Also well known is hydrophobia, literally “fear of water”, as a name for rabies, which sometimes appears to cause such a sensation in sufferers because it makes the throat swell and so it becomes difficult for the victim to swallow. Much less common is lyssophobia, the fear of contracting rabies, formed using the original Greek word for the disease, lyssa. There are several other unusual terms for the fear of contracting various sorts of diseases, such as: choleraphobia, leprophobia, meningitophobia, syphilophobia and tuberculophobia are all easy to identify from their roots (though syphilophobia might equally be a fear of shepherds, since the disease was named after the shepherd subject of the poem Syphilis, sive morbus Gallicus, “Syphillis or the French Disease”, by Girolamo Fracastoro, published in 1530). Toxiphobia is obviously a fear of being poisoned (from Greek toxon, a bow, which has given us toxophily for the sport of archery, and which generated a Greek compound toxicon, “a poison for putting on arrows” which was taken into Latin and later reached us as toxic). All these terms are examples of nosophobia or pathophobia, “fear of disease”, the former deriving from one Greek word for disease, nosos, the latter from pathos (Greek “suffering; disease”, which makes a combining form patho- in medical English as well as a standalone word). Or perhaps we can summarise them all as either algophobia, a fear of pain, or thanatophobia, a fear of death, both derived from the equivalent Greek words.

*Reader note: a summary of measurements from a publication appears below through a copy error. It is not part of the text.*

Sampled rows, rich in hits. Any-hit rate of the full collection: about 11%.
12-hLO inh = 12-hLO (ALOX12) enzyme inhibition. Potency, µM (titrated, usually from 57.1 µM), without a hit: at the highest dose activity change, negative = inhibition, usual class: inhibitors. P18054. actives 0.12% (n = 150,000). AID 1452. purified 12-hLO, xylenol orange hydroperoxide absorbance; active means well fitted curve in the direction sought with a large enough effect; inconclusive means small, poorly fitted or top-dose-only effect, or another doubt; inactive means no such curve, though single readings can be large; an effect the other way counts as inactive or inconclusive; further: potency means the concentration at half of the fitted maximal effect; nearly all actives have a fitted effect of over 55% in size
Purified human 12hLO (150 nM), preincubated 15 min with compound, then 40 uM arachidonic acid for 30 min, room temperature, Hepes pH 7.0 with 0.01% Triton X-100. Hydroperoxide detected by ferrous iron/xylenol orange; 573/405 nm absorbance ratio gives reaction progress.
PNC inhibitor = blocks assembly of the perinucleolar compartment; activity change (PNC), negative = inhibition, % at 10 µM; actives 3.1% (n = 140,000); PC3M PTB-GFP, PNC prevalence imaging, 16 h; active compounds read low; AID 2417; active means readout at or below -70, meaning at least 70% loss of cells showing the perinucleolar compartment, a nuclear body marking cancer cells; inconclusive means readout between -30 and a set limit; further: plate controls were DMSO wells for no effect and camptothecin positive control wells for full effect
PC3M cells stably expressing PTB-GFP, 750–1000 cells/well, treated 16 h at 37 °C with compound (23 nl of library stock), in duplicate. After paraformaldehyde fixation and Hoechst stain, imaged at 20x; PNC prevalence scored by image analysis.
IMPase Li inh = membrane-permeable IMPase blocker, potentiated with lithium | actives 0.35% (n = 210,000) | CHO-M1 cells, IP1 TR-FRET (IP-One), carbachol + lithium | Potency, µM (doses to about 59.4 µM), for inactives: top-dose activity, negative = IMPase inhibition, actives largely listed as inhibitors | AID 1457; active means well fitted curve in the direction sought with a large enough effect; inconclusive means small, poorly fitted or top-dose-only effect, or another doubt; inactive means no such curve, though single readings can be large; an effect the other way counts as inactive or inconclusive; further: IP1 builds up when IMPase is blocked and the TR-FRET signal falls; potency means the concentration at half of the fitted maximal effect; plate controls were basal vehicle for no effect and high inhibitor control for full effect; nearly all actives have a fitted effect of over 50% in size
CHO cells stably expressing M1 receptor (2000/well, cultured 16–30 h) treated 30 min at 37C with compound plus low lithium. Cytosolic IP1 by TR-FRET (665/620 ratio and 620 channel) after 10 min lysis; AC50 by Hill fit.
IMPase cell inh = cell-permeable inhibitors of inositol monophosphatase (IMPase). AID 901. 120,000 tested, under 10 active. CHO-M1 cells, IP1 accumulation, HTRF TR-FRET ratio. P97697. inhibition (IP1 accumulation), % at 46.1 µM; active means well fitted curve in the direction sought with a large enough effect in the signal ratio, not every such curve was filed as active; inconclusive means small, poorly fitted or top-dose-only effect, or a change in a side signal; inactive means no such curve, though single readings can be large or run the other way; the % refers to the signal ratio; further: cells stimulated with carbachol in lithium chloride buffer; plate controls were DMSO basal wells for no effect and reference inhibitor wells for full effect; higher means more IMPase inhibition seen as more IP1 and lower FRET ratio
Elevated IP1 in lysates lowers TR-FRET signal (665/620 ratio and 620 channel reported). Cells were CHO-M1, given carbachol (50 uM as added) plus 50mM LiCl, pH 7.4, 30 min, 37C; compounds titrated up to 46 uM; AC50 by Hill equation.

The suffix has been immensely useful in permitting the English language to generate a whole range of words relating to a morbid fear of certain groups of outlanders (a condition which in general is usually called xenophobia, from the Greek xenos, “stranger; foreigner”). As examples, there are Francophobia (and also Gallophobia), Hispanophobia, Russophobia (for most of this century also Sovietophobia), Germanophobia (as well as Teutonophobia), Polonophobia, Italophobia, and Sinophobia. A common one in British newspapers at the moment is Europhobia, not a fear of Europe as such, but rather a distaste for or aversion to the European Union. There are words for a fear of England (Anglophobia) and of Scotland (Scotophobia, which with a lower-case initial letter is also another word for the fear of the dark, from the Greek skotos, “dark”), but there seem to be no equivalent terms recorded for the Welsh and Irish, though Cambrophobia and Hibernophobia would serve well enough if needed. There are phobia terms for many religions, including Islamophobia, Judeophobia, and Christophobia, not to mention theophobia, an irrational fear of God’s anger, ecclesiophobia, a morbid dread of or aversion to ecclesiasticism, pneumatophobia, a terror of spiritual matters, teleophobia, a fear of design or final causes, or hierophobia, a fear or horror of sacred things or persons.